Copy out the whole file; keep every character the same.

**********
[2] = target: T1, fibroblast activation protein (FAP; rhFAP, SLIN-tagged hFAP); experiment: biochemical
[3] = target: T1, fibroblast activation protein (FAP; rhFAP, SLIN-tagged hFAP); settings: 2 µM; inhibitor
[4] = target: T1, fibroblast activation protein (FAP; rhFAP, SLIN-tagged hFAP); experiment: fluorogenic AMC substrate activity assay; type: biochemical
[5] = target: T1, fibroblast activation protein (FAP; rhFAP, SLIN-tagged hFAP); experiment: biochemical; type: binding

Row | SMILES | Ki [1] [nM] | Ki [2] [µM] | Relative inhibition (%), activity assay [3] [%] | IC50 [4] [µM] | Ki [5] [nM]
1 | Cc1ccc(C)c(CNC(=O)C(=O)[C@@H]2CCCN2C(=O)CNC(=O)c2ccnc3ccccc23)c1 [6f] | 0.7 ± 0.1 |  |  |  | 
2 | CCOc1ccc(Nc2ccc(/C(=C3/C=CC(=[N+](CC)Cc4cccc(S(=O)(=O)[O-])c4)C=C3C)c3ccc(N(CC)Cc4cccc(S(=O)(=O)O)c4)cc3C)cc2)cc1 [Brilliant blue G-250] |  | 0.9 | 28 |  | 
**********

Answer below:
[2] = target: T1, fibroblast activation protein (FAP; rhFAP, SLIN-tagged hFAP); experiment: biochemical
[3] = target: T1, fibroblast activation protein (FAP; rhFAP, SLIN-tagged hFAP); settings: 2 µM; inhibitor
[4] = target: T1, fibroblast activation protein (FAP; rhFAP, SLIN-tagged hFAP); experiment: fluorogenic AMC substrate activity assay; type: biochemical
[5] = target: T1, fibroblast activation protein (FAP; rhFAP, SLIN-tagged hFAP); experiment: biochemical; type: binding

Row | SMILES | Ki [1] [nM] | Ki [2] [µM] | Relative inhibition (%), activity assay [3] [%] | IC50 [4] [µM] | Ki [5] [nM]
1 | Cc1ccc(C)c(CNC(=O)C(=O)[C@@H]2CCCN2C(=O)CNC(=O)c2ccnc3ccccc23)c1 [6f] | 0.7 ± 0.1 |  |  |  | 
2 | CCOc1ccc(Nc2ccc(/C(=C3/C=CC(=[N+](CC)Cc4cccc(S(=O)(=O)[O-])c4)C=C3C)c3ccc(N(CC)Cc4cccc(S(=O)(=O)O)c4)cc3C)cc2)cc1 [Brilliant blue G-250] |  | 0.9 | 28 |  | 